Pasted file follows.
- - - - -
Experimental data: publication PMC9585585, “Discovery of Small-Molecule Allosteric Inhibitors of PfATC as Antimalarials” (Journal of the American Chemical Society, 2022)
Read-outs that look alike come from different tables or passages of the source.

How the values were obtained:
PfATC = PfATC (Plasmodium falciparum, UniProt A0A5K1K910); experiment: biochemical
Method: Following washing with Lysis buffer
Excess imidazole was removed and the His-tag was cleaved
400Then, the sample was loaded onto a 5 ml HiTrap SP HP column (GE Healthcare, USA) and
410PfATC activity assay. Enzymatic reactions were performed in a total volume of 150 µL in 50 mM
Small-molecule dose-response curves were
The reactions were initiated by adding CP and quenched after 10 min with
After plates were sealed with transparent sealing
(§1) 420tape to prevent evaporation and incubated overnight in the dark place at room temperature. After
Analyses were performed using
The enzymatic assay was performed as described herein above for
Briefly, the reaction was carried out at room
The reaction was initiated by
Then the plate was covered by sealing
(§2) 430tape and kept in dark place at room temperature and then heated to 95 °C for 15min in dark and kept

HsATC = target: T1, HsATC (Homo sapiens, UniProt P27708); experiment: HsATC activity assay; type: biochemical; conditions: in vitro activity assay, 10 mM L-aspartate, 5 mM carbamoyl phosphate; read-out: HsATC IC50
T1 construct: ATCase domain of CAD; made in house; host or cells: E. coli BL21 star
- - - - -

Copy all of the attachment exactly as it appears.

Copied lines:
Experimental data: publication PMC9585585, “Discovery of Small-Molecule Allosteric Inhibitors of PfATC as Antimalarials” (Journal of the American Chemical Society, 2022)
Read-outs that look alike come from different tables or passages of the source.

How the values were obtained:
PfATC = PfATC (Plasmodium falciparum, UniProt A0A5K1K910); experiment: biochemical
Method: Following washing with Lysis buffer
Excess imidazole was removed and the His-tag was cleaved
400Then, the sample was loaded onto a 5 ml HiTrap SP HP column (GE Healthcare, USA) and
410PfATC activity assay. Enzymatic reactions were performed in a total volume of 150 µL in 50 mM
Small-molecule dose-response curves were
The reactions were initiated by adding CP and quenched after 10 min with
After plates were sealed with transparent sealing
(§1) 420tape to prevent evaporation and incubated overnight in the dark place at room temperature. After
Analyses were performed using
The enzymatic assay was performed as described herein above for
Briefly, the reaction was carried out at room
The reaction was initiated by
Then the plate was covered by sealing
(§2) 430tape and kept in dark place at room temperature and then heated to 95 °C for 15min in dark and kept

HsATC = target: T1, HsATC (Homo sapiens, UniProt P27708); experiment: HsATC activity assay; type: biochemical; conditions: in vitro activity assay, 10 mM L-aspartate, 5 mM carbamoyl phosphate; read-out: HsATC IC50
T1 construct: ATCase domain of CAD; made in house; host or cells: E. coli BL21 star